Whitmer blames GOP justices for emergency powers decision, stumps for Dem candidates
Gov. Gretchen Whitmer blamed the Friday defeat of her emergency powers on the Michigan Supreme Court's Republican-nominated majority and stumped for Democratic-nominated judicial candidates in a Sunday appearance on CNN's "State of the Union."
Whitmer said the Supreme Court "undermined" her emergency powers "on a slim majority Republican vote," noting it was ironic that the decision came the same day President Donald Trump was admitted to the hospital with coronavirus.
"Michiganders have an opportunity to weigh in on our Supreme Court on this Nov. 3 ballot," Whitmer said. "I'm hoping they elect (Bridget) McCormack and (Elizabeth) Welch because we've got to have justices who do the right thing and follow the rule of law."
The Supreme Court on Friday was unanimous in ruling Whitmer had no authority under a 1976 emergency law to extend the emergency past April 30 without approval from the Legislature.
But the court split 4-3 in ruling that a separate law Whitmer was using to issue executive orders — the 1945 Emergency Powers of the Governor Act — was unconstitutional because it was an unlawful delegation of legislative powers.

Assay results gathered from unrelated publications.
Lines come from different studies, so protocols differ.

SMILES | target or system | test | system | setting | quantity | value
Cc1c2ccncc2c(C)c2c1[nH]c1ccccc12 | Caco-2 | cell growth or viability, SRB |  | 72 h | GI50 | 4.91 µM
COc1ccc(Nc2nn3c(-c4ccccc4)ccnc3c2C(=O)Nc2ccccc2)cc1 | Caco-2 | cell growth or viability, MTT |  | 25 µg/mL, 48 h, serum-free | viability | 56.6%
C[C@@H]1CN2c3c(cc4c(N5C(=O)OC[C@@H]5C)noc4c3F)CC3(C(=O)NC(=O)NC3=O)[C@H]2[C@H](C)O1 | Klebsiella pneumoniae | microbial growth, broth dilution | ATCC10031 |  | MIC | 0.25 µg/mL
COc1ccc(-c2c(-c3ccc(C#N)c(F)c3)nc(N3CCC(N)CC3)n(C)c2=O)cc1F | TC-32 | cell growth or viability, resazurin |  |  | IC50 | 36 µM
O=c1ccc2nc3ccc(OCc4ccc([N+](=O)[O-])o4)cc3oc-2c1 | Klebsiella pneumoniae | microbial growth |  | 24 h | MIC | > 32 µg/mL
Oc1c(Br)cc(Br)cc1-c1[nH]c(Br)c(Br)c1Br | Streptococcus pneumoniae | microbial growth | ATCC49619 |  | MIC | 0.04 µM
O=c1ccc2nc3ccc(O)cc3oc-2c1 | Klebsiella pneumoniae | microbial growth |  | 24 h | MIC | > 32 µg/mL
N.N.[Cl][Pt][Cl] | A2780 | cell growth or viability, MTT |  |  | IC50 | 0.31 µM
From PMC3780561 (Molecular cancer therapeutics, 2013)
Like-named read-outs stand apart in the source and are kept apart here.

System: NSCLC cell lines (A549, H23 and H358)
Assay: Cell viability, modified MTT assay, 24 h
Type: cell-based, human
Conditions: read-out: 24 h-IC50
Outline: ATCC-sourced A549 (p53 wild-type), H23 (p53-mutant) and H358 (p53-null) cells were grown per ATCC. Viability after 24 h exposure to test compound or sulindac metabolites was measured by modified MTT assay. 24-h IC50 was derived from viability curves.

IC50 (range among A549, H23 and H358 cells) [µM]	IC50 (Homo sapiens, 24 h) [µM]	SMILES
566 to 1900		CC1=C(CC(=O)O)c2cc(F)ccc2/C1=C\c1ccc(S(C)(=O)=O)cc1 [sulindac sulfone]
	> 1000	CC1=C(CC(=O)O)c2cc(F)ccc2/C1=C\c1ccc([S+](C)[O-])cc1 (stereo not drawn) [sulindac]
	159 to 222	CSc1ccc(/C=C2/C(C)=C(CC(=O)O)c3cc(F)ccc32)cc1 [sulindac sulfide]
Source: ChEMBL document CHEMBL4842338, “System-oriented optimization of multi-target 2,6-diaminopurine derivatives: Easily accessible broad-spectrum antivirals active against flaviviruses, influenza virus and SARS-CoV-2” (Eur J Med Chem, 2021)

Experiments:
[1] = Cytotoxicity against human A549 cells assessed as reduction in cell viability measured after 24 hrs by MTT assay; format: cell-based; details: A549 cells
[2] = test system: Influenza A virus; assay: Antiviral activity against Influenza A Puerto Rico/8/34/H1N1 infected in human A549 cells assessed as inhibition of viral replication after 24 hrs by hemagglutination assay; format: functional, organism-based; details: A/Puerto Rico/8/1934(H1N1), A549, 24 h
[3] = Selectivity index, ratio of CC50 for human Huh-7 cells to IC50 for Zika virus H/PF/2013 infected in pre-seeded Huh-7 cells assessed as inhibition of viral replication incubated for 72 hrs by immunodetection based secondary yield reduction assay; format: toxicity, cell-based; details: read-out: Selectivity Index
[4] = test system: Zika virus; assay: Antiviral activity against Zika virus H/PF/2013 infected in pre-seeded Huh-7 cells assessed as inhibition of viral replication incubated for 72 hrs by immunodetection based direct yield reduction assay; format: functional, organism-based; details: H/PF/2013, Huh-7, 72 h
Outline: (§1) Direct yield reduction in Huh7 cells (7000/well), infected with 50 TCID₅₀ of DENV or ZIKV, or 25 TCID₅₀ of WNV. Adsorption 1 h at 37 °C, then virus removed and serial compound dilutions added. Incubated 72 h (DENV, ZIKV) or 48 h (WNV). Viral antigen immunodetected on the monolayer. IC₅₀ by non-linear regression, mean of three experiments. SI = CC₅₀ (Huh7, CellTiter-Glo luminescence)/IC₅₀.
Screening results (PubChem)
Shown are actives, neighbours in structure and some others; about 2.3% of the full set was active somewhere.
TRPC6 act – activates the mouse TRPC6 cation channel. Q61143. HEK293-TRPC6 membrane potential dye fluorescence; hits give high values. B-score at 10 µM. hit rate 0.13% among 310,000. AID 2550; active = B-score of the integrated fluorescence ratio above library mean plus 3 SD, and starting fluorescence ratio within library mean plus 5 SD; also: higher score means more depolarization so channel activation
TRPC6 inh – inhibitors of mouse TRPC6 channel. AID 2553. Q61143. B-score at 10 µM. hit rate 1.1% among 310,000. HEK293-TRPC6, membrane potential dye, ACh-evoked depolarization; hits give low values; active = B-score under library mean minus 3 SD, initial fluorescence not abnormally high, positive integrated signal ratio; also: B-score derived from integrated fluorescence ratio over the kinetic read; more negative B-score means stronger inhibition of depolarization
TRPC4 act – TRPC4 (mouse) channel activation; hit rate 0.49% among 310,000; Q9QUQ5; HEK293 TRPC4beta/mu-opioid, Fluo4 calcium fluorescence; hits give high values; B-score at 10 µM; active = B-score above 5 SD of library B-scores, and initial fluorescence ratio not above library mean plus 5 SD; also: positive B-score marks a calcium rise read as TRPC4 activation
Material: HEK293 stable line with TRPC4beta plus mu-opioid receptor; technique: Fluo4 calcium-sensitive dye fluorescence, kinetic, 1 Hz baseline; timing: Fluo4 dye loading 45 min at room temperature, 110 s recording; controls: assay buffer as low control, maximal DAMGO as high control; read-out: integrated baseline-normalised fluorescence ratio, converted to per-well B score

The majority opinion was joined by the court's four Republican-nominated justices: Stephen Markman, Brian Zahra, David Viviano and Beth Clement.
The majority opinion was opposed by Democratic-nominated Justices McCormack, Megan Cavanagh and Richard Bernstein.
McCormack, currently the high court's chief justice, is running for re-election, alongside Elizabeth Welch, who is running to fill a second opening left by Markman, who is prohibited from seeking re-election because of his age.
On the Republican ticket, Court of Appeals Judge Brock Swartzle and former St. Clair County Assistant Prosecutor Mary Kelly are running for the two openings.
Whitmer made the comments after she was asked about increasing coronavirus cases in parts of Michigan, including the Upper Peninsula.
Shortly before the Supreme Court order was released Friday, Whitmer had ordered the Upper Peninsula be moved back from Phase 5 to Phase 4 of the reopening plan because of that increased caseload.
"The Upper Peninsula is reporting numbers that were in excess of what we saw back in April and May in lower part of Michigan," Whitmer said. "This threat is still very real."